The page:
Last week, The Economist published an alternative Big Mac Index. But this one didn't show prices of the famed sandwich as adjusted for exchange rates. This one showed the price of a Big Mac expressed in time spent to earn the price, based on average net wage in cities around the world.
The chart provides some interesting comparisons, but can raise many questions about costs, relative demand, etc. But it did remind me of an interesting annual report by the Federal Reserve Bank of Dallas. While it is now more than ten years old, and the data has certainly changed, it contained similar comparisons scattered on tables throughout the publication. What made it more interesting was the time/price equivalents were all within the U.S. at select times in through the 20th century.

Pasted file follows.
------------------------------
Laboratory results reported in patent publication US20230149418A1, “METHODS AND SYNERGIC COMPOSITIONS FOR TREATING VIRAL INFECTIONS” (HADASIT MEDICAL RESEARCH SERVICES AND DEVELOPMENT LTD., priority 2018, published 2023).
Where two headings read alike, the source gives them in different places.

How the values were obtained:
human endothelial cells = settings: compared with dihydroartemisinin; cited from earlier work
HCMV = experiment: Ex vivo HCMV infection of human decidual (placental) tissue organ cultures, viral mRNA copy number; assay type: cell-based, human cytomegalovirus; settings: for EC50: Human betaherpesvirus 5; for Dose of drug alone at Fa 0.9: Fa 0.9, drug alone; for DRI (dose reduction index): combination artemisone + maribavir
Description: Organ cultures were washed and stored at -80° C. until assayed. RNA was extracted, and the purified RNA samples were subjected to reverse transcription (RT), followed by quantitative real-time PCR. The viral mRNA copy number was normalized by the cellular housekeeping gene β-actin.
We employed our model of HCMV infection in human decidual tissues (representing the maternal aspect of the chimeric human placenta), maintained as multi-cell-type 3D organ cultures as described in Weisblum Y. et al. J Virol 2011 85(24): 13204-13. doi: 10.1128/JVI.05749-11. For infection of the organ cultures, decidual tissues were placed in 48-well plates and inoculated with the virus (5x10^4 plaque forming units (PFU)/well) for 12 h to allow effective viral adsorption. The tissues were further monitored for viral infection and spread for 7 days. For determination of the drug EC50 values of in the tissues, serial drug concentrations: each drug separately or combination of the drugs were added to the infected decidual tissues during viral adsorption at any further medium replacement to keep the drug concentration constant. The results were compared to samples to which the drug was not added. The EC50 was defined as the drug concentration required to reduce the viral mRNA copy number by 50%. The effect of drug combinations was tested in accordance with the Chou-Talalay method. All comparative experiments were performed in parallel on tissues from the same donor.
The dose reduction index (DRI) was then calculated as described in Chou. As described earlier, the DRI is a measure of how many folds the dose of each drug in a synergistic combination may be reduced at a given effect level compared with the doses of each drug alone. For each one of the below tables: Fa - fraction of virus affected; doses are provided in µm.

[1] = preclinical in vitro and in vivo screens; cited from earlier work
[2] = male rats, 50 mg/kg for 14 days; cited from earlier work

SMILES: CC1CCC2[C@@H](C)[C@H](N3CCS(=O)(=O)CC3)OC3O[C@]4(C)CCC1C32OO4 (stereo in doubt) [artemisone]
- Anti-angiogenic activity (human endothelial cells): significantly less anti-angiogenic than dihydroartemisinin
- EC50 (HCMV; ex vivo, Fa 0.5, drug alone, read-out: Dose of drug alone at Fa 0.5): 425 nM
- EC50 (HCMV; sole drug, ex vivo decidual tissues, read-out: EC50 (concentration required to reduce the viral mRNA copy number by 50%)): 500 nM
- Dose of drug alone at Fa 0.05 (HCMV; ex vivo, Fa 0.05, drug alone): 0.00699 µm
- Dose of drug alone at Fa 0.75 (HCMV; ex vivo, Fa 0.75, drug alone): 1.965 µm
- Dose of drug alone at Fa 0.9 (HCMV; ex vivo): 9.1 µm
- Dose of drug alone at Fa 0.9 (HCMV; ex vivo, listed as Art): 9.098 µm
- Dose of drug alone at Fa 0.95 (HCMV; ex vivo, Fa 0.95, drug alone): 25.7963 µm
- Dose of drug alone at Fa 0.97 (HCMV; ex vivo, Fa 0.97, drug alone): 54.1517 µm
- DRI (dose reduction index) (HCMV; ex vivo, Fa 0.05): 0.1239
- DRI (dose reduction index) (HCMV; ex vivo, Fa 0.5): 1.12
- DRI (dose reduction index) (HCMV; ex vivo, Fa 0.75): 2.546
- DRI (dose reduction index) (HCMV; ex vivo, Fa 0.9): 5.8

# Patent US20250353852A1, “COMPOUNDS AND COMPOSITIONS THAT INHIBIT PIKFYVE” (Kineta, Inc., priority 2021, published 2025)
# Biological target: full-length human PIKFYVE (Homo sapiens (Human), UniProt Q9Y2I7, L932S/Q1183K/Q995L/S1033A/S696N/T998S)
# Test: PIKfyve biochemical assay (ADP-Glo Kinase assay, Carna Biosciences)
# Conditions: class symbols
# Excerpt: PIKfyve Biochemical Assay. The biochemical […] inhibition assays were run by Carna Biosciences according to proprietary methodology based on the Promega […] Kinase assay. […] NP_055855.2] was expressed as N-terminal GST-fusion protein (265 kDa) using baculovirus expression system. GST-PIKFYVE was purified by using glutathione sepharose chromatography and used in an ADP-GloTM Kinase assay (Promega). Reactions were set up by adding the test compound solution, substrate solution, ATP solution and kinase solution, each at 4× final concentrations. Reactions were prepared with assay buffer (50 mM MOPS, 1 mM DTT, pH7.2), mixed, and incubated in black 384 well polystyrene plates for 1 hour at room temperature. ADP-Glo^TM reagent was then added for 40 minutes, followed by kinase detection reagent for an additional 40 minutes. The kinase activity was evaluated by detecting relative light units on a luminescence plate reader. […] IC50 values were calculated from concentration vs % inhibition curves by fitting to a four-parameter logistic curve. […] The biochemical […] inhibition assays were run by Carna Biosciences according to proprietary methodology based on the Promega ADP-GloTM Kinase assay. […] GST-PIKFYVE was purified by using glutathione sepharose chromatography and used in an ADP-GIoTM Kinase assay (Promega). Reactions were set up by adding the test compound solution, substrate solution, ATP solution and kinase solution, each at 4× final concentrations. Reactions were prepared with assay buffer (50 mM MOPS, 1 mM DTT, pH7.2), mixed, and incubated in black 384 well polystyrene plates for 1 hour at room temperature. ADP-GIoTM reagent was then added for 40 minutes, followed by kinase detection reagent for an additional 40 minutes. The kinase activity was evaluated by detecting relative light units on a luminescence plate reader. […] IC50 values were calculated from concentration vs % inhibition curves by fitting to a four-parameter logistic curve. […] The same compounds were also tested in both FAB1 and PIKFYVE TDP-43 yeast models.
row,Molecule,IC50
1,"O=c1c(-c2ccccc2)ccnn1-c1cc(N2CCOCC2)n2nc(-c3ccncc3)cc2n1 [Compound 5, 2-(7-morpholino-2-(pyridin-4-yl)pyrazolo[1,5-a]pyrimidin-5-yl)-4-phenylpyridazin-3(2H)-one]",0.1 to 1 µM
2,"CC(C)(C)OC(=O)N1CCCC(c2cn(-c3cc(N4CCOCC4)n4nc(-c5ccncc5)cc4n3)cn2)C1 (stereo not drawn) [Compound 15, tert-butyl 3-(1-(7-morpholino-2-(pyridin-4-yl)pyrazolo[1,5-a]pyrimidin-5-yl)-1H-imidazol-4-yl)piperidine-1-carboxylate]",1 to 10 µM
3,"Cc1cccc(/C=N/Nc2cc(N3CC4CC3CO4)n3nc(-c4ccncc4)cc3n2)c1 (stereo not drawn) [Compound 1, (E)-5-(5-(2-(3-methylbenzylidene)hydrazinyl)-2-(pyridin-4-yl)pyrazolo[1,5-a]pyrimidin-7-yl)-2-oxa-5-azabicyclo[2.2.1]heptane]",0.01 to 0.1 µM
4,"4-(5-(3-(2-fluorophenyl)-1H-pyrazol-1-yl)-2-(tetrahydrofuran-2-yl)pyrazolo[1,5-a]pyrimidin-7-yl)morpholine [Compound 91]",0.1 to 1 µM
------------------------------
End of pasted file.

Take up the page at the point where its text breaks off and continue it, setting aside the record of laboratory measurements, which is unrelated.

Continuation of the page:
I would think students in economics, personal finance or even Twentieth Century American History would find the information interesting and a prompt to discussion. What do you think? Please share.